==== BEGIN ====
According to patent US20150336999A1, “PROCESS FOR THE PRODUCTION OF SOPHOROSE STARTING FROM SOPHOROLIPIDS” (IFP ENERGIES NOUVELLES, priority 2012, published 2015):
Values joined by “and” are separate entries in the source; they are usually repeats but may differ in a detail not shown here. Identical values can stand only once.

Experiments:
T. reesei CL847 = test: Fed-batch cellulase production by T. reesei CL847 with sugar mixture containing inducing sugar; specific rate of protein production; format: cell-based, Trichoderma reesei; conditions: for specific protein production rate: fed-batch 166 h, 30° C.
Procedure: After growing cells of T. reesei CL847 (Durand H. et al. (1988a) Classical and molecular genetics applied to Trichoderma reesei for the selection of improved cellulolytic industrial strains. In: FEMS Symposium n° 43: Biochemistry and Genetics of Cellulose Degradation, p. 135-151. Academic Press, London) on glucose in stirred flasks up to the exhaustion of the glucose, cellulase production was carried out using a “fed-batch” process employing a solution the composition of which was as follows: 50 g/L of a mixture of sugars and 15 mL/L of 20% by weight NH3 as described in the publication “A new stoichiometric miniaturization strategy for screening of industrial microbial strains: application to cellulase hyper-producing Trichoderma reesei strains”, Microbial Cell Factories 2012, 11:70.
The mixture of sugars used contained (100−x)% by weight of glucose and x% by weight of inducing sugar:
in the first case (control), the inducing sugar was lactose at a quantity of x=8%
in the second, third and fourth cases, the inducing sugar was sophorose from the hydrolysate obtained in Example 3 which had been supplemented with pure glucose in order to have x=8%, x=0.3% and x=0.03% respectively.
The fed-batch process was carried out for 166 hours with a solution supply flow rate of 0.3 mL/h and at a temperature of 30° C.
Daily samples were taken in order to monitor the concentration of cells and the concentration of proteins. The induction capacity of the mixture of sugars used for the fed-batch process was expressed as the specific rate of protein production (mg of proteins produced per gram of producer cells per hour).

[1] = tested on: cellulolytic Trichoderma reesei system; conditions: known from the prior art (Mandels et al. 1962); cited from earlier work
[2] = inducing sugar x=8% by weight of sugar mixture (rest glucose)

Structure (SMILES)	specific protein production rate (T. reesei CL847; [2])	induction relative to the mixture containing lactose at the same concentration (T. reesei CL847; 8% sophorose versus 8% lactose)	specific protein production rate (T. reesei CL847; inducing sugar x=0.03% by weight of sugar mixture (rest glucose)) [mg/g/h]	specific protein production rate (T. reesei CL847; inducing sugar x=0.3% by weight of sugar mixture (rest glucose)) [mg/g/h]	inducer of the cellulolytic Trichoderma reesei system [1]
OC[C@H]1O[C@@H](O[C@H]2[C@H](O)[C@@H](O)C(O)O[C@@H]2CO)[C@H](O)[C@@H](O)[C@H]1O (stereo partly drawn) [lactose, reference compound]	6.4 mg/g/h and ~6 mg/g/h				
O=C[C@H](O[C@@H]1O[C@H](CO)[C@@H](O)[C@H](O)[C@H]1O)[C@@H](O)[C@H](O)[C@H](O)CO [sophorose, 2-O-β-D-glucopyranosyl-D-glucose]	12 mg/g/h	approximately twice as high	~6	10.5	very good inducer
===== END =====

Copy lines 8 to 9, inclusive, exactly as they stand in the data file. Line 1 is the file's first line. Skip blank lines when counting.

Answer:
in the second, third and fourth cases, the inducing sugar was sophorose from the hydrolysate obtained in Example 3 which had been supplemented with pure glucose in order to have x=8%, x=0.3% and x=0.03% respectively.
The fed-batch process was carried out for 166 hours with a solution supply flow rate of 0.3 mL/h and at a temperature of 30° C.